The appeal to change locations was led by veterinarian Jennifer Wernsing who said that keeping the market near 18th Street would affect clients at her Cottage Veterinary Care Clinic at 172 16th St.

“The (city) made a small accommodation,” Wernsing said. “I don’t think that is one that will be satisfactory for providing access for our clients and not enough for the merchants near us.”

Face It, No P.G. Merchants Want The Farmers Market

P.G. Farmers Market Faces Another Challenge

So we know that Grove Market opposes the farmers market because it’s competition. Ron’s Liquors opposes it because all of the veggie loving crowd will make the consumers of tobacco, booze & pr0n shop elsewhere, now a veterinarian says nay nay because people would not be able to drive down the one way street . . .Cottage Veterinary Care

But Cottage Veterinary Care owner Jennifer Wernsing, whose business is on 16th Street, has appealed the planning commission’s approval of the location, requesting instead the market be held between 15th and 13th streets or on Saturdays.

“This street closure would be a terrible obstacle for each of my 3,000-plus local clients and their beloved pets,” Wernsing wrote in her appeal, dated June 26.

Wernsing contends that would require clients and pets to walk several blocks to her office.

For one business hour on Mondays, people would need to walk half a block from Central (or cut through the parking lot across the street). Hardly the “several blocks” she states. Makes it sound like all 3,000 customers would be arriving at 4:05 pm on Monday. Is she related to Grove Market or Ron’s Liquors?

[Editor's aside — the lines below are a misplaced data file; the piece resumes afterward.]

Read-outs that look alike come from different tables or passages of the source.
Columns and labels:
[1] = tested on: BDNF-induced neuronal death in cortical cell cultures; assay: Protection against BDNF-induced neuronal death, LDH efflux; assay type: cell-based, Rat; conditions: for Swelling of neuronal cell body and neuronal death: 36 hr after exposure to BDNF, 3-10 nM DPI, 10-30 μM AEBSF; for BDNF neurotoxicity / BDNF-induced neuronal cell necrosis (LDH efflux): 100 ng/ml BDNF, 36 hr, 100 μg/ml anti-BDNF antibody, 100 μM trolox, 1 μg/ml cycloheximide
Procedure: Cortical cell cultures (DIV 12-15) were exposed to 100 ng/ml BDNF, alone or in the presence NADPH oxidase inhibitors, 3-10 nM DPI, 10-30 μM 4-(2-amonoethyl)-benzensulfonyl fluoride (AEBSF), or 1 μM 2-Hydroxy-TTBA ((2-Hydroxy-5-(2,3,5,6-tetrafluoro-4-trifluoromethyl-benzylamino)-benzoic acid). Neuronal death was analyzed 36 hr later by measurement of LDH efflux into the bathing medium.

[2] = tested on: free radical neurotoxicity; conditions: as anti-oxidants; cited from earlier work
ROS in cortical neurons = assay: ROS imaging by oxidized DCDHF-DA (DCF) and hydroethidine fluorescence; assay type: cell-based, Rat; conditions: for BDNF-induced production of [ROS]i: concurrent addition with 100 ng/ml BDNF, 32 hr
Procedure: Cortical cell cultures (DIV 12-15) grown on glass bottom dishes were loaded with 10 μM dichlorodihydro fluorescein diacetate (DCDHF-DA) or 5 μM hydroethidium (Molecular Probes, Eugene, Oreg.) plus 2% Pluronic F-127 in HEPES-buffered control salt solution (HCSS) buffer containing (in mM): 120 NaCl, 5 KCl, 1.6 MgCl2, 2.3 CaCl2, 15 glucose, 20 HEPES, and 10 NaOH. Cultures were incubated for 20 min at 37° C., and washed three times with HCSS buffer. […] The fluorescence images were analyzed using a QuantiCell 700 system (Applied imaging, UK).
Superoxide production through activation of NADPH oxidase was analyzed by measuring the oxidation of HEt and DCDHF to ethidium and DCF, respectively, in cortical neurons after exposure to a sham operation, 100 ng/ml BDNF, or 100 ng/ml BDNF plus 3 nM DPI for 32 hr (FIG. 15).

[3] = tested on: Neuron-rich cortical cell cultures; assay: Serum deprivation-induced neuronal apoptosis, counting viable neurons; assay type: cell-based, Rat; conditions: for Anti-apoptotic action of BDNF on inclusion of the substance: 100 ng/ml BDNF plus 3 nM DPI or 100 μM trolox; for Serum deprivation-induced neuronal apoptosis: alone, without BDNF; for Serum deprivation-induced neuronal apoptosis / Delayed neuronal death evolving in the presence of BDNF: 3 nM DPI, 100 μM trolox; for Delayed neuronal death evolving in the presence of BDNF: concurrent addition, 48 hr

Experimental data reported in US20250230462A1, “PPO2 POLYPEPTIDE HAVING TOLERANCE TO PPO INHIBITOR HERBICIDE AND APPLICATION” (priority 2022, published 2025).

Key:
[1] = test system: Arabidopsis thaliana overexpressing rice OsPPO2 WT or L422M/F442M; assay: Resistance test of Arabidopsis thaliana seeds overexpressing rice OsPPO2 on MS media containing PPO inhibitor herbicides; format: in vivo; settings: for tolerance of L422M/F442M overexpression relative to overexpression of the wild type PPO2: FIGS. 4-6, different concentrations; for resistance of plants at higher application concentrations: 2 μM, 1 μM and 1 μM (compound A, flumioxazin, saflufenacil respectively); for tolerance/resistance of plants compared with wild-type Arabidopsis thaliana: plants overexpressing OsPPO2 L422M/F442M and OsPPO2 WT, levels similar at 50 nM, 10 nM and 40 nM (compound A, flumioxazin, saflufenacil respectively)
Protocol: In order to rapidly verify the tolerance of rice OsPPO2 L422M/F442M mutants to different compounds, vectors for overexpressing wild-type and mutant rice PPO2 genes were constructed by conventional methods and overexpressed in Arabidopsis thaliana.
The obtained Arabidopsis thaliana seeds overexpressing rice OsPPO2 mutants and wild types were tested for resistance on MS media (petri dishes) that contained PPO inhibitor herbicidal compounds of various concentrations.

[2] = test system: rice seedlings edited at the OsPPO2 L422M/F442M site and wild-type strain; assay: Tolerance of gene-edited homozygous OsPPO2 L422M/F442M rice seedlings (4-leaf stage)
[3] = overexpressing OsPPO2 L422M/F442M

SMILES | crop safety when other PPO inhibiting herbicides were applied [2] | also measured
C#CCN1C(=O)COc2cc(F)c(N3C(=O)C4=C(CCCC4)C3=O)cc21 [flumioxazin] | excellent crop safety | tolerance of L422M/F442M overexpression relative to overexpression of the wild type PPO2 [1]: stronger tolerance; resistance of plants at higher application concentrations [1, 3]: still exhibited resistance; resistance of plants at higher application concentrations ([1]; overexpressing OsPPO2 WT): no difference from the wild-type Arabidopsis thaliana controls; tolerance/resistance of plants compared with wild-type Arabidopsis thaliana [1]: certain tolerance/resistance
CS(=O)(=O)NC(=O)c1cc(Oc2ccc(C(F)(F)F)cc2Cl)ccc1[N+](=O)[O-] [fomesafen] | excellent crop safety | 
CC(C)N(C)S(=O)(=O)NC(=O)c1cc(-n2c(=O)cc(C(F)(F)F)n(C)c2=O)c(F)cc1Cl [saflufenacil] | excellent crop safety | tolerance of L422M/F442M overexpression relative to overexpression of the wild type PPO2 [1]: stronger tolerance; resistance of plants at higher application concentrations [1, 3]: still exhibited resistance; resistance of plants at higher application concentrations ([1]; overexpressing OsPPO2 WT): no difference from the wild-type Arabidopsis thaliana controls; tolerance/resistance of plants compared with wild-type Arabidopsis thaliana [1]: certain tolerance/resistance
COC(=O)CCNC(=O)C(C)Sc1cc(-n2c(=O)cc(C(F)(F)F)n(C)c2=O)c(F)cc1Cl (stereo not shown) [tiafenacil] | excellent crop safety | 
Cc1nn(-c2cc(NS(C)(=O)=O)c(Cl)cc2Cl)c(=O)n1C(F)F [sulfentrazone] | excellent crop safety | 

P.G. Farmers Market Faces Another Challenge

Pacific Grove Farmers Market Gets The Go Ahead

No one spoke against it, but the sellers of booze and phony charm sure don’t sound very supportive.

On Thursday, the commission voted unanimously to approve a negative environmental impact declaration and a use permit for Everyone’s Harvest to conduct the Farmers Market between 4 and 8 p.m. Mondays on Lighthouse Avenue between Forest Avenue and 18th Street.

“I don’t think it’s possible not to ruffle someone’s feathers,” said Beth Cort, wife of Mayor Dan Cort. “You can’t please everyone. It should be in the center of town.”

No one spoke against the idea of a farmers market in Pacific Grove. Disagreements arose over the time and location.

Pacific Grove Farmers Market Gets The Go Ahead

Farmers Market Might Be Dead As Evening Business Is

Pacific Grove farmers’ market, scheduled to debut in July, will be delayed for at least two weeks — and could be called off altogether this year — because of an advertising blunder in the Monterey County Herald, city officials said.

Scheduled to debut July 7, the farmers’ market will be set back because the Herald failed to print a public hearing notice for last week’s city council meeting in which the market was discussed.

“It’s too bad it will be delayed,” P.G. Mayor Dan Cort told The Pine Cone, “because we are all so excited about the farmers’ market.”

Well, if you can’t buy some vegetables, we can always find you some toast and noodles for about $30 . .

$8 toast at Joe Rombi8 dollar toast

$21 for a plate of noodles, not even any meat!twenty dollar noodles

Farmers Market Might Be Dead As Evening Business Is